My book says the payoff ratio is "Average winning trade dollar amount divided by the average losing trade dollar amount". So if you have 10 winning trades resulting in a gross profit of $3000 and 2 losing trades resulting in a gross loss of $1000, then I'd get the payoff ratio: (3000 / 10) / (1000 / 2) = 0.6 Is this correct? If so, then many winning trades with a smaller average profit and just a few losing trades with a larger average loss will give you a small payoff ratio. On the other hand, a few winning trades with a larger average profit and many losing trades with a smaller average loss will give you a big payoff ratio. Then, you could have a losing system with a big payoff ratio, and vice-versa. How do you interpret and utilize the payoff ratio?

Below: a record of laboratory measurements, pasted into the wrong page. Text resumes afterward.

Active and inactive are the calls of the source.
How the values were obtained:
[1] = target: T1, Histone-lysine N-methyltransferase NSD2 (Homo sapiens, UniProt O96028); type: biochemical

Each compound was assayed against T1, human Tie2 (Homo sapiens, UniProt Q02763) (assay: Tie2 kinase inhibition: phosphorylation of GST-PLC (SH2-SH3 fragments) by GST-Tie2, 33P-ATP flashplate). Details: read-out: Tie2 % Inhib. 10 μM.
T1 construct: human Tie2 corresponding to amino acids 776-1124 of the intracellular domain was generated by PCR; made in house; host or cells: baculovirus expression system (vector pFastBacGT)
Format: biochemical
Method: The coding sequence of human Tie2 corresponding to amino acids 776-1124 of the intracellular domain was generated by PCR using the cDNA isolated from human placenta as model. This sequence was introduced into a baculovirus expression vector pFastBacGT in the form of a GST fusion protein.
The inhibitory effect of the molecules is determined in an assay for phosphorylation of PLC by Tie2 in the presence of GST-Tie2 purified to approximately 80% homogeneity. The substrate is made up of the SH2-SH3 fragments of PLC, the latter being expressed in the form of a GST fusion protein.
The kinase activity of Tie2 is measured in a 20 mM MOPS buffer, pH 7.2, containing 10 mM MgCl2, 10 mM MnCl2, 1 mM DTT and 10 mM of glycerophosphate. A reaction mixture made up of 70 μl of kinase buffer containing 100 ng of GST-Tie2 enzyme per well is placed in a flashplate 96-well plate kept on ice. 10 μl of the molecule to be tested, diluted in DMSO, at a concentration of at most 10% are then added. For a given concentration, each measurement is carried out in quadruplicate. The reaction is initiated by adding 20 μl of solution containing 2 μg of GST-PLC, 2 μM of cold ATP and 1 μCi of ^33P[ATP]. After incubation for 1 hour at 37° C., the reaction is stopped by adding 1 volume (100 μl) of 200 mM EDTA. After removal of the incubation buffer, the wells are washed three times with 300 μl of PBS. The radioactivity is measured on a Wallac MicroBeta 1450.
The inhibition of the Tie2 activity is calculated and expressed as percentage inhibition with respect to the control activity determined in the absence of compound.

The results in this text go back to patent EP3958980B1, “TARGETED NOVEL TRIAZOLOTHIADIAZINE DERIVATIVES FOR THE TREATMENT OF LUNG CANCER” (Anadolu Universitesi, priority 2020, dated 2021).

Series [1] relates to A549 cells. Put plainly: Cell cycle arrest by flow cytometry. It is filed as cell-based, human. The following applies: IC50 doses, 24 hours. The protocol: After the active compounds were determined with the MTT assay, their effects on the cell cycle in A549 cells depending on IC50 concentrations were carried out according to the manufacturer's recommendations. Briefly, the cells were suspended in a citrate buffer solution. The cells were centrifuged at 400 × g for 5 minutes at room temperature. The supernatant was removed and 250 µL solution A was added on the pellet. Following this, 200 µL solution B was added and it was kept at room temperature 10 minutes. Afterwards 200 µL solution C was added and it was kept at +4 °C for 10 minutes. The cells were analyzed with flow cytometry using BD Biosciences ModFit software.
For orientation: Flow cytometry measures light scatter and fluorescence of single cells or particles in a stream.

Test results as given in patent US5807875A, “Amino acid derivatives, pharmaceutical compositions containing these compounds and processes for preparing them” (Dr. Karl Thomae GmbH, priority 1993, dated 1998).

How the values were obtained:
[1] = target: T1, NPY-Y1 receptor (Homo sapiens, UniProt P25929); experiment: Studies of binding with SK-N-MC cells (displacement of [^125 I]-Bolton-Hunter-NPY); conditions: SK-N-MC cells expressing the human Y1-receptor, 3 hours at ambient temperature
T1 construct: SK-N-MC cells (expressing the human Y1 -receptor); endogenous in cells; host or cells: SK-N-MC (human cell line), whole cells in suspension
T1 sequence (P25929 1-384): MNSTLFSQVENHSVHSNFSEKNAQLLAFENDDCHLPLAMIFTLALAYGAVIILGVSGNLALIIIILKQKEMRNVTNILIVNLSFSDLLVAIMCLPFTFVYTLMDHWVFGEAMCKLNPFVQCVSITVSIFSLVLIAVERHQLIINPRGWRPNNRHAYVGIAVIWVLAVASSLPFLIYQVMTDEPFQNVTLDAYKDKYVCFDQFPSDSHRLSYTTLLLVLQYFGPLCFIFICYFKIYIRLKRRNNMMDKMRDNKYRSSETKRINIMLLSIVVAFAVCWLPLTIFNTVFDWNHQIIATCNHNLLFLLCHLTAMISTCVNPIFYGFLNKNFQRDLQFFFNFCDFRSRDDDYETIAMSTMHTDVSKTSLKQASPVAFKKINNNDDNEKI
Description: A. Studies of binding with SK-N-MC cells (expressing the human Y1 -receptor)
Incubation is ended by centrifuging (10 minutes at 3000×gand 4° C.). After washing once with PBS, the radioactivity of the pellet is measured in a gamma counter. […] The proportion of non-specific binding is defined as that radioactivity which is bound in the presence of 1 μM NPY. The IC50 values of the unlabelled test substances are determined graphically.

I looks correct. Some answers are here where the authors derives the formula that relates win rate, profit factor and payoff ratio: http://www.priceactionlab.com/Literature/profitability.pdf Basically, the formula is: w = pf/(pf+R) where pf = profit factor, R = payoff ratio and w is the win rate.

Thanks, I thought the win rate was the same as the winning percentage all this time. can I take it that the payoff ratio can't be used alone?

It is. It says little overall. A payoff ratio of 2 is not good enough if the system has a win rate less than 33.3%. On the other hand, a payoff ratio of 0.5 is good enough if the win rate is more than 67.7%. You should read that paper. It is a must read for all traders. Simple formula but it conveys important information about the viability of trading systems in general in different time frames.